News & Resources

More short-term financing options to be shut down

Feb 15, 2012 Philip Burgess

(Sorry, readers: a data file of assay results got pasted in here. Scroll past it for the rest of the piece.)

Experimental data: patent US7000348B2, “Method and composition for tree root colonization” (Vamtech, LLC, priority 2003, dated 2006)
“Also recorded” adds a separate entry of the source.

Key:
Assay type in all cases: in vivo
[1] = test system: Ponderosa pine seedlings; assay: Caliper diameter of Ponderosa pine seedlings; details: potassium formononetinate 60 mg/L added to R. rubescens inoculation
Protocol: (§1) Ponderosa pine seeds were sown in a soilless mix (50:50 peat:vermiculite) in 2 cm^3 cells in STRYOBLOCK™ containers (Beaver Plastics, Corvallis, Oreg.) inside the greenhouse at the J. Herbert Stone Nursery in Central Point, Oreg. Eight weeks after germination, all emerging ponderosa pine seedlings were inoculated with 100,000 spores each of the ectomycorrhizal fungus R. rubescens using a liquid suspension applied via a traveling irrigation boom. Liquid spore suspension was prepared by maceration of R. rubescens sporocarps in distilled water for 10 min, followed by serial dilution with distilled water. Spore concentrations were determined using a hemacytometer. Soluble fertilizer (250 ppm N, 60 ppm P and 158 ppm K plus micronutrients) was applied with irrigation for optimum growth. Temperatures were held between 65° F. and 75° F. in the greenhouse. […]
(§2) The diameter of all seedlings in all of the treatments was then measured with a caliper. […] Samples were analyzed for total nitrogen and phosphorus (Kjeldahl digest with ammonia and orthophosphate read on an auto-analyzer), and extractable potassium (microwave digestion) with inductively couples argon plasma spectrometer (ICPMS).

American consumers are increasingly losing avenues to secure short-term financing, with the National Consumer Law Center and the Consumer Federation of American both predicting that the 2011 tax season will be the last one for Americans to acquire refund anticipation loans. RAL lending was already on the decline, with three major banks - JP Morgan Chase, HSBC and Santa Barbara Bank & Trust - being forced to stop offering the service in 2010. Now, only Republic Bank & Trust provides RALs to consumers, and after reaching a settlement with the Federal Deposit Insurance Corporation, will cease this lending service after April 2012. "RALs are bank loans secured by the taxpayer’s expected refund, and last approximately seven to 14 days until the actual tax refund from the IRS repays the loan," Accounting Today reports. "According to the most recent data from the IRS, approximately 6.85 million taxpayers applied for a RAL in the 2010 tax filing season (for tax year 2009)." With the elimination of RALs, consumers will now be looking to other sources of short-term financing, such as short term loans. This will significantly impact their credit decisions.